Meditation on an Airplane

I watch distant blue hills, mountains that check off into the clouds

or the water. I am afraid of getting old.

I am afraid of forgetting

what time it is

what gate to depart

what I’m doing here.

I try to look as intelligent as possible

perky, alert

but I am afraid of the dark paths

where maps don’t quite meet

or where

mountains of memory are being submerged

in cloudscapes.

I am afraid of stiffness

of feeling my blood shift when I put my feet

on the floor

I’ve always been afraid of disorganization,

like body fluids spilling

out of open veins.

I am afraid of growing old

because it is so vague.

The sense of myself is as sharp

as a morning in Kansas

where a girl stood by a barbed wire fence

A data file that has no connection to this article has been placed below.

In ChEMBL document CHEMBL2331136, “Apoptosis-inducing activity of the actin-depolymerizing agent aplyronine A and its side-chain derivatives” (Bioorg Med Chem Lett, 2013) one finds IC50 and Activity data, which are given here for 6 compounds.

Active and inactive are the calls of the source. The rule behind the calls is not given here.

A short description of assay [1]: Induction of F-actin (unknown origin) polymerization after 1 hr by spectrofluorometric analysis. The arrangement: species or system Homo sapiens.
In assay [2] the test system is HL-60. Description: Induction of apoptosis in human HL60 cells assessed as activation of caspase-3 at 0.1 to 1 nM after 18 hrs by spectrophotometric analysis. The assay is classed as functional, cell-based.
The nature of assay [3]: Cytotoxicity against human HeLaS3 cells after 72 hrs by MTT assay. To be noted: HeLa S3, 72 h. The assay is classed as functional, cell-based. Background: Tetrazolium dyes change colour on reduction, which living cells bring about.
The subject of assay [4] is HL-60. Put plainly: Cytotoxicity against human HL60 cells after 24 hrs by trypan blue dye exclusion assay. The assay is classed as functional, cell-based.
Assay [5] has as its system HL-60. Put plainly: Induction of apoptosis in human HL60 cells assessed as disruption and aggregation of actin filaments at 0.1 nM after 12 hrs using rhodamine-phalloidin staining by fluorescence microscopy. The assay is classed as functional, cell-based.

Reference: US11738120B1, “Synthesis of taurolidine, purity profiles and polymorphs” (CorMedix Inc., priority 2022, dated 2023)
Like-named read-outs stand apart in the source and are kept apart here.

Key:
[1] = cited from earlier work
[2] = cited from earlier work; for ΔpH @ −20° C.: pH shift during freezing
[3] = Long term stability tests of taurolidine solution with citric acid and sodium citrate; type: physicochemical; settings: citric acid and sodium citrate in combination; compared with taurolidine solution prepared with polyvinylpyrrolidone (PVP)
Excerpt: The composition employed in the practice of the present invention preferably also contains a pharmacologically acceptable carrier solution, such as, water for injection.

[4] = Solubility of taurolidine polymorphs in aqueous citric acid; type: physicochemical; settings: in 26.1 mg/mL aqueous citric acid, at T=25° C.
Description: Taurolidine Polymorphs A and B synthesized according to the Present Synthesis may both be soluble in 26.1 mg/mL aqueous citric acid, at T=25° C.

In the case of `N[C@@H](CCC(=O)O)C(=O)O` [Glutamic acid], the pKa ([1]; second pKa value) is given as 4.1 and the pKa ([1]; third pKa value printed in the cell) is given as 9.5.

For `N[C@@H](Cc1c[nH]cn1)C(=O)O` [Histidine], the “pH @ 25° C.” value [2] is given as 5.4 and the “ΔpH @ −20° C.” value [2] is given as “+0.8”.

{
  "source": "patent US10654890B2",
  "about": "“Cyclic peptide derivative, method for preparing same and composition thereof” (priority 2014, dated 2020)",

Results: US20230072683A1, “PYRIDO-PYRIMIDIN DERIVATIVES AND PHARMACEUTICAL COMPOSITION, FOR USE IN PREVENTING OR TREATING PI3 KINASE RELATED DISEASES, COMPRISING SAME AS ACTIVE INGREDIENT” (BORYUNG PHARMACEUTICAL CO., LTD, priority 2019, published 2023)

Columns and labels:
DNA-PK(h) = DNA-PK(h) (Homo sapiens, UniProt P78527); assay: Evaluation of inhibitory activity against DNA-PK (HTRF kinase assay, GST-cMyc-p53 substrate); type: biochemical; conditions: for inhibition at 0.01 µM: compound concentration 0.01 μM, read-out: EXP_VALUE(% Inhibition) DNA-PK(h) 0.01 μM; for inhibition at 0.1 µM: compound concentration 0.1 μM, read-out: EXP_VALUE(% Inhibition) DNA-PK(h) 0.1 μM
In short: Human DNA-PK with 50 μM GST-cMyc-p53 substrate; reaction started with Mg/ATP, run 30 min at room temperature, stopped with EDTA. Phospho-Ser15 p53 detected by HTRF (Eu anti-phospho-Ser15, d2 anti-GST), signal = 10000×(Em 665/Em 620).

eyeing the ceramic knobs and taut wire

wondering if it was

electric — to touch or crawl under?

I fear growing old

because I see the youthful adepts jogging

where I walk.

Not wanting my spirit

to fail before the body.

There’s something I want to have said or done

I may lose the where with all

to find this something;

A reason I’m here

An aching untold story

A making I don’t want to leave undone.

I’m afraid I’ll die of a pointless life

not a dread disease.

I’m afraid of aching to the end

without producing

anything

worth

while.

I’m afraid of being used up

before I’m gone.

In what activity do they first teach you

how to fall?

(besides parachuting)

I’m afraid of growing old.

Published by River Brown

Grant Writer with the San José Area Writing Project, B.A. Serigraphy, San José State University, M.A. Ed, Teaching & Learning, National Hispanic University, San Jose, Ca, Retired Intervention Specialist.

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